In many of our travels, we had the chance to ride elephants, but we considered it a very irresponsible way of enjoying these amazing animals.
There’s a dark side to elephant tourism that many people just don’t seem to be aware of.

Why you shouldn’t ride elephants

There are many reasons why you shouldn’t ride elephants and one of them is, unlike horses, their anatomy is not made for riding. Their spine can easily be damaged or broken from the weight of the rider.
Another one is the cruel “training” program. Elephants are difficult to be “trained”. They are tied down and beaten so they will have to obey their “trainers” to avoid pain.

Elephant Jungle Sanctuary

We don’t want to encourage this kind of behavior, but at the same time, we wanted to be close to these huge animals.
So, we found out about Elephant Jungle Sanctuary. Their mission is to protect and care for mistreated elephants rescued from the tourism business and logging industries.
Elephant Jungle Sanctuary is a project that had set up ethical elephant sanctuaries in Thailand. They have subsidiaries in Chaing Mai, Phuket, Pattaya and Samui. With the money raised from visits and donations, they are taking care of the elephant welfare, by rescuing them, feeding them and provide veterinary care as well as land and infrastructure.
Elephant Jungle Sanctuary in Chiang Mai has many visiting options like morning or afternoon visits, full-day visits, and overnight visits, where you can feed, bathe and even play with the elephants.

We choose the Full Day Visit in the company of elephants from 8.00 to 17.00
We loved the idea of feeding, playing, giving mud baths and washing the elephants, without riding them.

So, very early in the morning, we were picked up from our hotel in Chiang Mai, and the truck much like a songthaew took us for about 2 hours on mountain roads through the beautiful agricultural countryside of Northern Thailand.

There were 15 tourists for the full-day visit, arriving in three trucks. We reached the sanctuary at about 10.00 and we were given traditional Karen clothing.
Then we sat on a platform and we were told about the elephants and the work of the sanctuary. Asian elephants are an endangered species. Experts think that now are less than 2000 wild elephants living in Thailand. The population is declining at a rapid rate due to loss of habitat and illegal capture for the tourism industry because foreign visitors all want to ride elephants.
It is important to learn as much as possible about elephants and be responsible for the way tourism is being done. 

Feeding Elephants

After that, we were given bunches of small bananas and we went toward the big yard where the elephants were gathered. I have to admit that in the beginning, it was a little intimidating for me, being so close to them.

We were taught to yell “bon bon”.This way they knew we had bananas for them and came quickly with their trucks lifted.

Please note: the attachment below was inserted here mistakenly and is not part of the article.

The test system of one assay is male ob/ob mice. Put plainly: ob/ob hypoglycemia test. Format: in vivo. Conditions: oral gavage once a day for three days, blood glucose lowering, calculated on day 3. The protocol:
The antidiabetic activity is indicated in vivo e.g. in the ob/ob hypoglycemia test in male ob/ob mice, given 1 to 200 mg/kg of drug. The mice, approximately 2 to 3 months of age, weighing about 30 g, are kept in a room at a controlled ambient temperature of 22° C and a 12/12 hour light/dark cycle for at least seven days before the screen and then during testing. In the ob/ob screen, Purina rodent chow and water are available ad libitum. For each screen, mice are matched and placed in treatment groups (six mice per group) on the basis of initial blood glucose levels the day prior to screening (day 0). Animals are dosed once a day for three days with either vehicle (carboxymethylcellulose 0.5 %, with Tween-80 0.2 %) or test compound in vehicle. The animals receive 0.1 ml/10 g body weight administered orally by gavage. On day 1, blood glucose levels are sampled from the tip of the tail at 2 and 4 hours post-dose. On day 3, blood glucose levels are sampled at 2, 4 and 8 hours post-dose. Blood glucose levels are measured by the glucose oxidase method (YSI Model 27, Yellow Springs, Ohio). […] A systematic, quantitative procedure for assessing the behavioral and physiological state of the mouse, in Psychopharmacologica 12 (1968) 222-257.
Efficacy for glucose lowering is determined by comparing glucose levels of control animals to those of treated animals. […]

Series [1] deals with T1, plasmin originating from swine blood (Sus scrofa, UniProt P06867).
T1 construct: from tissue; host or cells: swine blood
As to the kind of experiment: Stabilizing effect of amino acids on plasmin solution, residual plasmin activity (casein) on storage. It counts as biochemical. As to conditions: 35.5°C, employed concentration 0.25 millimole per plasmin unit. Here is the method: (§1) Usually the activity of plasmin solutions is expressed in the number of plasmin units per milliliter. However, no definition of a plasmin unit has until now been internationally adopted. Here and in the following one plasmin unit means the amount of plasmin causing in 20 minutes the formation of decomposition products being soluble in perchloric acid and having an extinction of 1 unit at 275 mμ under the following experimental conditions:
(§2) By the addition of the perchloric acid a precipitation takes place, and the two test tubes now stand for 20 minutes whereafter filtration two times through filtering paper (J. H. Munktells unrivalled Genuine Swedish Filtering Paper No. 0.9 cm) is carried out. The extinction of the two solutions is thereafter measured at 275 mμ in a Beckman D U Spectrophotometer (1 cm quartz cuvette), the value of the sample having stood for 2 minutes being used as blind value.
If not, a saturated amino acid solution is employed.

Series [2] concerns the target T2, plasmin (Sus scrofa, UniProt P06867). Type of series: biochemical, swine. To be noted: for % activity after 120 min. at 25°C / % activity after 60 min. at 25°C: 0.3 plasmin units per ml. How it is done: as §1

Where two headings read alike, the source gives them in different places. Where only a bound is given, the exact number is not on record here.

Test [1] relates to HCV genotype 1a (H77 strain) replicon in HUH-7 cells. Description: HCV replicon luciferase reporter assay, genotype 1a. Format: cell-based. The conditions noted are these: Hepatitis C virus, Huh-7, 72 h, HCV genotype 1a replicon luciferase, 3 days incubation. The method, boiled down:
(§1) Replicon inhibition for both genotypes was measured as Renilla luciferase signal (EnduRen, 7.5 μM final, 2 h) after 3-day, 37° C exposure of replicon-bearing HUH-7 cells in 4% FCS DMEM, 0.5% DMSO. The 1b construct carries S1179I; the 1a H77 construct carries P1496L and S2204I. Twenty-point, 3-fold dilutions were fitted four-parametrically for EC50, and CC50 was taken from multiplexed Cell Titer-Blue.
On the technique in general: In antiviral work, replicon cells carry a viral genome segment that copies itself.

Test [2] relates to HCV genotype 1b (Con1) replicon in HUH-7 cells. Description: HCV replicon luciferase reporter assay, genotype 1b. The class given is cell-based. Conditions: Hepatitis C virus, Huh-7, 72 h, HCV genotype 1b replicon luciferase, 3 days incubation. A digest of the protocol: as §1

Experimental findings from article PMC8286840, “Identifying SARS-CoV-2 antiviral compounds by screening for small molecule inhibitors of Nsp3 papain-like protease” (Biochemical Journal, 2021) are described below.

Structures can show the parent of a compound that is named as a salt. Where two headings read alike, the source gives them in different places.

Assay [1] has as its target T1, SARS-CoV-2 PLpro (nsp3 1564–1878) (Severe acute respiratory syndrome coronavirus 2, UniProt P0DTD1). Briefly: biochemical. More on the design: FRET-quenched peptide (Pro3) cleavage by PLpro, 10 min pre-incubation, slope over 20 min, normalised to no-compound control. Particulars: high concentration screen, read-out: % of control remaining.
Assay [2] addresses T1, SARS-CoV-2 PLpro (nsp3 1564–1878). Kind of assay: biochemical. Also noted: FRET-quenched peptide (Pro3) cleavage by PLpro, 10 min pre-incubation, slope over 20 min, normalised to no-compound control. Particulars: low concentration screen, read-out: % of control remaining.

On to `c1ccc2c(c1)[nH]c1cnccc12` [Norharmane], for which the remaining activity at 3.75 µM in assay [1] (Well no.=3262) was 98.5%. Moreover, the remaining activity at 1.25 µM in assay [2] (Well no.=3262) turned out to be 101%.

They were so gentle and so calm that it was a pleasure to interact with them.
Mahouts, which are the people taking care of elephants were also there. They stood aside and were always laughing and helping us.
The connection between the mahout and the elephant was quite strong and a happy one. At some point, one elephant went to its mahout to play. I was very happy to see something like this. It was a reassurance that these animals were taking care of.

After meeting and feeding the elephants, we went for a lunch break. We enjoyed an open buffet that included fried chicken, rice, vegetable, and fresh fruit.
The lunch was included in the price of the visit.

After lunch, we gathered and learn how to make herbal medicine balls and then walk to the elephants to feed them this medicine.

Mud Spa with Elephants

It was time for a bath!
The bath starts in the mud where we rubbed down the elephants with mud.
The mud helps protect elephants from bugs and they love rolling around.
The guides had also fun by throwing mud at us, especially to those who tried to avoid getting dirty.
It was impossible to stay clean.

After our muddy play, we walked down a short trail to the river to clean up. The elephants went right in, lying on their sides and having fun.

Once bathing was all done, elephants walked out of the water and move along on their way and we went back to change and prepare for our way back to Chiang Mai.

This was an incredible experience and we highly recommend it. We couldn’t have enough of hugging and loving these beautiful creatures. Yes, this is still using elephants for tourism but at least is being made in a responsible way, by helping these places to carry on taking care of them and giving them a peaceful life.

If you are interested in this experience, you can contact Elephant Jungle Sanctuary
Full-Day visit from 8.00-17.00
Adult: 2,400 Baht/ Person
Includes lunch and transportation
Half-Day visit from 6.30-13.30
Adult: 1,700 Baht/ Person
Includes lunch and transportation
Overnight staying from 8.00- 17.00 next day
Adult : 4,900 Baht/ Person
Includes breakfast, lunch, dinner, accommodation, and transportation


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